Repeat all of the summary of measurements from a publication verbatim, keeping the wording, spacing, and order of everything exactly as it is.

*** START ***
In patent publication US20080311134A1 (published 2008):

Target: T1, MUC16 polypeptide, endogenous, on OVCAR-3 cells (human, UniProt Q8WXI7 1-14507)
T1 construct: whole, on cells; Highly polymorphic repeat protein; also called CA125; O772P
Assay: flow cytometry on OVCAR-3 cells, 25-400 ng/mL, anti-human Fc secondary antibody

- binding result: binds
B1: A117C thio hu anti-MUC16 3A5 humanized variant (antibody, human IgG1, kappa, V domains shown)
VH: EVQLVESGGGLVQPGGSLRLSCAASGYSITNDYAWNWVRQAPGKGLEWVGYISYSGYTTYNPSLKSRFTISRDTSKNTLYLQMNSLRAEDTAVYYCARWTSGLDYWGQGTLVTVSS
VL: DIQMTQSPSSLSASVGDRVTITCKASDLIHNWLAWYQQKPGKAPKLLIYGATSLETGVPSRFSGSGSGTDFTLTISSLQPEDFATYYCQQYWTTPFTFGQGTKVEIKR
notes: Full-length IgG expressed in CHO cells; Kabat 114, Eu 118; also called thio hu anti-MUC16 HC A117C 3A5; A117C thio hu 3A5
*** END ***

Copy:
In patent publication US20080311134A1 (published 2008):

Target: T1, MUC16 polypeptide, endogenous, on OVCAR-3 cells (human, UniProt Q8WXI7 1-14507)
T1 construct: whole, on cells; Highly polymorphic repeat protein; also called CA125; O772P
Assay: flow cytometry on OVCAR-3 cells, 25-400 ng/mL, anti-human Fc secondary antibody

- binding result: binds
B1: A117C thio hu anti-MUC16 3A5 humanized variant (antibody, human IgG1, kappa, V domains shown)
VH: EVQLVESGGGLVQPGGSLRLSCAASGYSITNDYAWNWVRQAPGKGLEWVGYISYSGYTTYNPSLKSRFTISRDTSKNTLYLQMNSLRAEDTAVYYCARWTSGLDYWGQGTLVTVSS
VL: DIQMTQSPSSLSASVGDRVTITCKASDLIHNWLAWYQQKPGKAPKLLIYGATSLETGVPSRFSGSGSGTDFTLTISSLQPEDFATYYCQQYWTTPFTFGQGTKVEIKR
notes: Full-length IgG expressed in CHO cells; Kabat 114, Eu 118; also called thio hu anti-MUC16 HC A117C 3A5; A117C thio hu 3A5